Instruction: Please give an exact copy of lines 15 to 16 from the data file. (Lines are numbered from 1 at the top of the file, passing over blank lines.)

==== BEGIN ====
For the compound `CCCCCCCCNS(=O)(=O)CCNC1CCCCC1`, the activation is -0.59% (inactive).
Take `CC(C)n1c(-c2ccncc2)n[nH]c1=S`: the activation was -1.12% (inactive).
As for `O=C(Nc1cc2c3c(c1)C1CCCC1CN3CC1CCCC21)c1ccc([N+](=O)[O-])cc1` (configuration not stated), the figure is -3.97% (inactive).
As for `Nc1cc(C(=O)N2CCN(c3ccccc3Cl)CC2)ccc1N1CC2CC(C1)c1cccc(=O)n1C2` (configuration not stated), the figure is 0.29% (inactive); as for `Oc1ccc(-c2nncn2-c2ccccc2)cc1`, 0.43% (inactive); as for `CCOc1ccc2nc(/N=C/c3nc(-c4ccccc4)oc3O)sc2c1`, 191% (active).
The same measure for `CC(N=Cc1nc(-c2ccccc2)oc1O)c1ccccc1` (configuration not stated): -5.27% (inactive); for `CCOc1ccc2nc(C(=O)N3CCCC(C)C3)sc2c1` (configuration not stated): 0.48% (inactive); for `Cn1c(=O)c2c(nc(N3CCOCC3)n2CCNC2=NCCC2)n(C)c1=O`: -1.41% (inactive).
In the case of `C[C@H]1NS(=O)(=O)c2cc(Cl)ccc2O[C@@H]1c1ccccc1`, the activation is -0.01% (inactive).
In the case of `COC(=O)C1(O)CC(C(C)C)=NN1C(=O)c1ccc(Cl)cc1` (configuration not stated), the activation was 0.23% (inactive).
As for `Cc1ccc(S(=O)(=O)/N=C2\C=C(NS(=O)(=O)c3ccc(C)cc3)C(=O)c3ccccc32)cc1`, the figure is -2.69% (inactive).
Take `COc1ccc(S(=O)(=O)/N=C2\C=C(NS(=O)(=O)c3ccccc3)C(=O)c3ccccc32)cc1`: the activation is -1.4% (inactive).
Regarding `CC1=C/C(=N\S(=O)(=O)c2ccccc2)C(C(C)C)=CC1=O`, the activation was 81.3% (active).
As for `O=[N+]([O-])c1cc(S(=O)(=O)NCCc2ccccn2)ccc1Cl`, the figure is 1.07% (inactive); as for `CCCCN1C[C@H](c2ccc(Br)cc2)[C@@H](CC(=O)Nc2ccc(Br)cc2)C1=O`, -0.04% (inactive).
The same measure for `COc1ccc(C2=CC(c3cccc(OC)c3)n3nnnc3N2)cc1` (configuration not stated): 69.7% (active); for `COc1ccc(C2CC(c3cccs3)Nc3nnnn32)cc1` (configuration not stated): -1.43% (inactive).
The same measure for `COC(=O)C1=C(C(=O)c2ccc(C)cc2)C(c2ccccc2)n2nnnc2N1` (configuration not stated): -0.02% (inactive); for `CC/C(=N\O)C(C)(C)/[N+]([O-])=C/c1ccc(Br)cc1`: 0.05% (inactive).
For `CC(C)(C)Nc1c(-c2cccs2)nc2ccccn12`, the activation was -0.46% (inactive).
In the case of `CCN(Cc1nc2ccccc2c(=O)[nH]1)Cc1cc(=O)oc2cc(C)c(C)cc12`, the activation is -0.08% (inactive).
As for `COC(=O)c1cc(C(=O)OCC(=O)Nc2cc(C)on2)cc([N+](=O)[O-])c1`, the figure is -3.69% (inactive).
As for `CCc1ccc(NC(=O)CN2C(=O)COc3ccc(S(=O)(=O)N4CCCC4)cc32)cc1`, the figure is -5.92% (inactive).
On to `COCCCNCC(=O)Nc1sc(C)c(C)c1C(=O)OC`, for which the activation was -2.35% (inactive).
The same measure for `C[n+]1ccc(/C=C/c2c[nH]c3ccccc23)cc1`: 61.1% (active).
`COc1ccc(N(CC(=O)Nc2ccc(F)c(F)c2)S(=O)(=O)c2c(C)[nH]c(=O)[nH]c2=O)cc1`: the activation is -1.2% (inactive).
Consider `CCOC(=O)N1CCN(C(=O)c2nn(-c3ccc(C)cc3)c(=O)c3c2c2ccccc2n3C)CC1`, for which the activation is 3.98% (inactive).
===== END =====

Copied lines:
In the case of `CCN(Cc1nc2ccccc2c(=O)[nH]1)Cc1cc(=O)oc2cc(C)c(C)cc12`, the activation is -0.08% (inactive).
As for `COC(=O)c1cc(C(=O)OCC(=O)Nc2cc(C)on2)cc([N+](=O)[O-])c1`, the figure is -3.69% (inactive).